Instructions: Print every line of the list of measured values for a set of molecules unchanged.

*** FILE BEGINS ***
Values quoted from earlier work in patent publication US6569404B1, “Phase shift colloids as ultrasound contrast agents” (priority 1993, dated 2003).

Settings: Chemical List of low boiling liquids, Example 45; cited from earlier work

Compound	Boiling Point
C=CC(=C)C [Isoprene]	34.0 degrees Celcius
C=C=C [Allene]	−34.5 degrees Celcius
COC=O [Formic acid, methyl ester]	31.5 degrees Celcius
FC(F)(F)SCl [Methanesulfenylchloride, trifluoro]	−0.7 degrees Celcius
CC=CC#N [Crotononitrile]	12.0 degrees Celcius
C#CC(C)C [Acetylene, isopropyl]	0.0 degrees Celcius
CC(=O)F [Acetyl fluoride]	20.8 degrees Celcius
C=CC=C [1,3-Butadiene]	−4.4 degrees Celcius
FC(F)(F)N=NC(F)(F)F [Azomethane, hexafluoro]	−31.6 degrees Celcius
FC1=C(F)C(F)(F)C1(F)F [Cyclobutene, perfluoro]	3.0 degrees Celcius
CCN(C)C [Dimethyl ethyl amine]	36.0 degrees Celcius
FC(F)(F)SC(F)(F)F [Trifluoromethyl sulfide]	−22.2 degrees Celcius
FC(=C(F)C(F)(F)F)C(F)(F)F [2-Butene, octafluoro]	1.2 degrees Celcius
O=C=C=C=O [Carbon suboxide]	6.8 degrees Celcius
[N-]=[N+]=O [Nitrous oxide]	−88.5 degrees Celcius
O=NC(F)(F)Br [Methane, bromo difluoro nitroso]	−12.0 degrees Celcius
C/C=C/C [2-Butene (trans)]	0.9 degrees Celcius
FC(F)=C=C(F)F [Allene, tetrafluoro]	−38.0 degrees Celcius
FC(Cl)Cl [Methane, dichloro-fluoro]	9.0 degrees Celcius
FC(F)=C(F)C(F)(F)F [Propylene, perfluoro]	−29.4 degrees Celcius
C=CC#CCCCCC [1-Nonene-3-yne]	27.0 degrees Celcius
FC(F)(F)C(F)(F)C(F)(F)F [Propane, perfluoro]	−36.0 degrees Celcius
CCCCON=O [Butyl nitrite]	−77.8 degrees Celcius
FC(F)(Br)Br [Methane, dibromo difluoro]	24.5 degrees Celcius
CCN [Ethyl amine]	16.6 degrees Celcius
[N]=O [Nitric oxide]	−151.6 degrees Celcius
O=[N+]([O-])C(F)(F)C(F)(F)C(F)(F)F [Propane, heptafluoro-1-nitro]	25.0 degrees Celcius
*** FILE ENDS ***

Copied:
Values quoted from earlier work in patent publication US6569404B1, “Phase shift colloids as ultrasound contrast agents” (priority 1993, dated 2003).

Settings: Chemical List of low boiling liquids, Example 45; cited from earlier work

Compound	Boiling Point
C=CC(=C)C [Isoprene]	34.0 degrees Celcius
C=C=C [Allene]	−34.5 degrees Celcius
COC=O [Formic acid, methyl ester]	31.5 degrees Celcius
FC(F)(F)SCl [Methanesulfenylchloride, trifluoro]	−0.7 degrees Celcius
CC=CC#N [Crotononitrile]	12.0 degrees Celcius
C#CC(C)C [Acetylene, isopropyl]	0.0 degrees Celcius
CC(=O)F [Acetyl fluoride]	20.8 degrees Celcius
C=CC=C [1,3-Butadiene]	−4.4 degrees Celcius
FC(F)(F)N=NC(F)(F)F [Azomethane, hexafluoro]	−31.6 degrees Celcius
FC1=C(F)C(F)(F)C1(F)F [Cyclobutene, perfluoro]	3.0 degrees Celcius
CCN(C)C [Dimethyl ethyl amine]	36.0 degrees Celcius
FC(F)(F)SC(F)(F)F [Trifluoromethyl sulfide]	−22.2 degrees Celcius
FC(=C(F)C(F)(F)F)C(F)(F)F [2-Butene, octafluoro]	1.2 degrees Celcius
O=C=C=C=O [Carbon suboxide]	6.8 degrees Celcius
[N-]=[N+]=O [Nitrous oxide]	−88.5 degrees Celcius
O=NC(F)(F)Br [Methane, bromo difluoro nitroso]	−12.0 degrees Celcius
C/C=C/C [2-Butene (trans)]	0.9 degrees Celcius
FC(F)=C=C(F)F [Allene, tetrafluoro]	−38.0 degrees Celcius
FC(Cl)Cl [Methane, dichloro-fluoro]	9.0 degrees Celcius
FC(F)=C(F)C(F)(F)F [Propylene, perfluoro]	−29.4 degrees Celcius
C=CC#CCCCCC [1-Nonene-3-yne]	27.0 degrees Celcius
FC(F)(F)C(F)(F)C(F)(F)F [Propane, perfluoro]	−36.0 degrees Celcius
CCCCON=O [Butyl nitrite]	−77.8 degrees Celcius
FC(F)(Br)Br [Methane, dibromo difluoro]	24.5 degrees Celcius
CCN [Ethyl amine]	16.6 degrees Celcius
[N]=O [Nitric oxide]	−151.6 degrees Celcius
O=[N+]([O-])C(F)(F)C(F)(F)C(F)(F)F [Propane, heptafluoro-1-nitro]	25.0 degrees Celcius